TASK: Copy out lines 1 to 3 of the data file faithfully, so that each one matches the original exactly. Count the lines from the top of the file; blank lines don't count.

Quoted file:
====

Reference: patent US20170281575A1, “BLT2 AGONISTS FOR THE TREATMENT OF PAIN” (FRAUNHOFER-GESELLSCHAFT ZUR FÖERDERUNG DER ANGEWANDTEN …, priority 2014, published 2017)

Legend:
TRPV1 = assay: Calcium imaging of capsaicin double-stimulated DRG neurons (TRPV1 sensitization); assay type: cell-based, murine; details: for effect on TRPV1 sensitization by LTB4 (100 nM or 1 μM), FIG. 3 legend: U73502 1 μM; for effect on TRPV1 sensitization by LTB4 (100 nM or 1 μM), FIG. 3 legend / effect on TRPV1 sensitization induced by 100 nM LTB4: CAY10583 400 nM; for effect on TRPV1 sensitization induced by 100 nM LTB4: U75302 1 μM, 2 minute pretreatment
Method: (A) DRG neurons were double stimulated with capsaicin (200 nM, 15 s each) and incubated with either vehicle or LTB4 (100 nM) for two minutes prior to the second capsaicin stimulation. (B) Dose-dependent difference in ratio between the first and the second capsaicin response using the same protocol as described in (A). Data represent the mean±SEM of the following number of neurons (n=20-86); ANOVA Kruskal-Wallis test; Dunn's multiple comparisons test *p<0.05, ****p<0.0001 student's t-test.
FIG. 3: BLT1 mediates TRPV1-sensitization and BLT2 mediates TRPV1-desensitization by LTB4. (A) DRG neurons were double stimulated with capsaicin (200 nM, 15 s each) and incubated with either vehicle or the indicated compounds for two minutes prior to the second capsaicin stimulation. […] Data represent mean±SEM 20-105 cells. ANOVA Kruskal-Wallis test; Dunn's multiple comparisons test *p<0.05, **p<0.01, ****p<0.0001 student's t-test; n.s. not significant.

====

Reference: patent US20170281575A1, “BLT2 AGONISTS FOR THE TREATMENT OF PAIN” (FRAUNHOFER-GESELLSCHAFT ZUR FÖERDERUNG DER ANGEWANDTEN …, priority 2014, published 2017)

Legend:
TRPV1 = assay: Calcium imaging of capsaicin double-stimulated DRG neurons (TRPV1 sensitization); assay type: cell-based, murine; details: for effect on TRPV1 sensitization by LTB4 (100 nM or 1 μM), FIG. 3 legend: U73502 1 μM; for effect on TRPV1 sensitization by LTB4 (100 nM or 1 μM), FIG. 3 legend / effect on TRPV1 sensitization induced by 100 nM LTB4: CAY10583 400 nM; for effect on TRPV1 sensitization induced by 100 nM LTB4: U75302 1 μM, 2 minute pretreatment